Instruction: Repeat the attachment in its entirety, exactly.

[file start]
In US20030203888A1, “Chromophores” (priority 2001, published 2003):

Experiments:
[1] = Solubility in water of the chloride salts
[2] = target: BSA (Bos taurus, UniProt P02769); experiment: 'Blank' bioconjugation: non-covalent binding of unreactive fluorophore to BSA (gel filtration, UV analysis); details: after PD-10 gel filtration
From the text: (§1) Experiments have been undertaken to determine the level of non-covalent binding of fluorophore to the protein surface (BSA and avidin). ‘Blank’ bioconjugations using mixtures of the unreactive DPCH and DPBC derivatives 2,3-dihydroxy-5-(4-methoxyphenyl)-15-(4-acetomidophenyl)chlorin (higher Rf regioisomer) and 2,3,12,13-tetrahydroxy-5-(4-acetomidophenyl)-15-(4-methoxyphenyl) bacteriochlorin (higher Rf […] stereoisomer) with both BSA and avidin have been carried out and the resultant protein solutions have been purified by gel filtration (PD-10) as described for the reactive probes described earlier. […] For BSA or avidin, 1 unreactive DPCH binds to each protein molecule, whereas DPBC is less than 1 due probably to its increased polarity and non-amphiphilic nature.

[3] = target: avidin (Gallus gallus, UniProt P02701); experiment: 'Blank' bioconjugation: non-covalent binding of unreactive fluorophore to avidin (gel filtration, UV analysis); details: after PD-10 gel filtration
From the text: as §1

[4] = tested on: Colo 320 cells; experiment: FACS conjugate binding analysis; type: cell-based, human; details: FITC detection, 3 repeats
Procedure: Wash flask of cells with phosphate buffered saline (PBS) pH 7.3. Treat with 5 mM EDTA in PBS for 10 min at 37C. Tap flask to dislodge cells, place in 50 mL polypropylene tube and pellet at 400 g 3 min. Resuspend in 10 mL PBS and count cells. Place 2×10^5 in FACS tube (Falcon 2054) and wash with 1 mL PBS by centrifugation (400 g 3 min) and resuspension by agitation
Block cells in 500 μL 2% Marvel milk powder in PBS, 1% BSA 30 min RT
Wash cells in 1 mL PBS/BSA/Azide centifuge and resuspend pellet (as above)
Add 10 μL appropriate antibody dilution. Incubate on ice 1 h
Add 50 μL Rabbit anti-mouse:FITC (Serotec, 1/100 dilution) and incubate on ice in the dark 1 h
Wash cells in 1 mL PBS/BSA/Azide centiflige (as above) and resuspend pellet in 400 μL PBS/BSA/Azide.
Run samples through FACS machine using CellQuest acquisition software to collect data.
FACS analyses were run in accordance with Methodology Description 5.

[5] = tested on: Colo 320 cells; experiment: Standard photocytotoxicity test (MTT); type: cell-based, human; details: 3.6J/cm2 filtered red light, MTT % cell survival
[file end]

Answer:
In US20030203888A1, “Chromophores” (priority 2001, published 2003):

Experiments:
[1] = Solubility in water of the chloride salts
[2] = target: BSA (Bos taurus, UniProt P02769); experiment: 'Blank' bioconjugation: non-covalent binding of unreactive fluorophore to BSA (gel filtration, UV analysis); details: after PD-10 gel filtration
From the text: (§1) Experiments have been undertaken to determine the level of non-covalent binding of fluorophore to the protein surface (BSA and avidin). ‘Blank’ bioconjugations using mixtures of the unreactive DPCH and DPBC derivatives 2,3-dihydroxy-5-(4-methoxyphenyl)-15-(4-acetomidophenyl)chlorin (higher Rf regioisomer) and 2,3,12,13-tetrahydroxy-5-(4-acetomidophenyl)-15-(4-methoxyphenyl) bacteriochlorin (higher Rf […] stereoisomer) with both BSA and avidin have been carried out and the resultant protein solutions have been purified by gel filtration (PD-10) as described for the reactive probes described earlier. […] For BSA or avidin, 1 unreactive DPCH binds to each protein molecule, whereas DPBC is less than 1 due probably to its increased polarity and non-amphiphilic nature.

[3] = target: avidin (Gallus gallus, UniProt P02701); experiment: 'Blank' bioconjugation: non-covalent binding of unreactive fluorophore to avidin (gel filtration, UV analysis); details: after PD-10 gel filtration
From the text: as §1

[4] = tested on: Colo 320 cells; experiment: FACS conjugate binding analysis; type: cell-based, human; details: FITC detection, 3 repeats
Procedure: Wash flask of cells with phosphate buffered saline (PBS) pH 7.3. Treat with 5 mM EDTA in PBS for 10 min at 37C. Tap flask to dislodge cells, place in 50 mL polypropylene tube and pellet at 400 g 3 min. Resuspend in 10 mL PBS and count cells. Place 2×10^5 in FACS tube (Falcon 2054) and wash with 1 mL PBS by centrifugation (400 g 3 min) and resuspension by agitation
Block cells in 500 μL 2% Marvel milk powder in PBS, 1% BSA 30 min RT
Wash cells in 1 mL PBS/BSA/Azide centifuge and resuspend pellet (as above)
Add 10 μL appropriate antibody dilution. Incubate on ice 1 h
Add 50 μL Rabbit anti-mouse:FITC (Serotec, 1/100 dilution) and incubate on ice in the dark 1 h
Wash cells in 1 mL PBS/BSA/Azide centiflige (as above) and resuspend pellet in 400 μL PBS/BSA/Azide.
Run samples through FACS machine using CellQuest acquisition software to collect data.
FACS analyses were run in accordance with Methodology Description 5.

[5] = tested on: Colo 320 cells; experiment: Standard photocytotoxicity test (MTT); type: cell-based, human; details: 3.6J/cm2 filtered red light, MTT % cell survival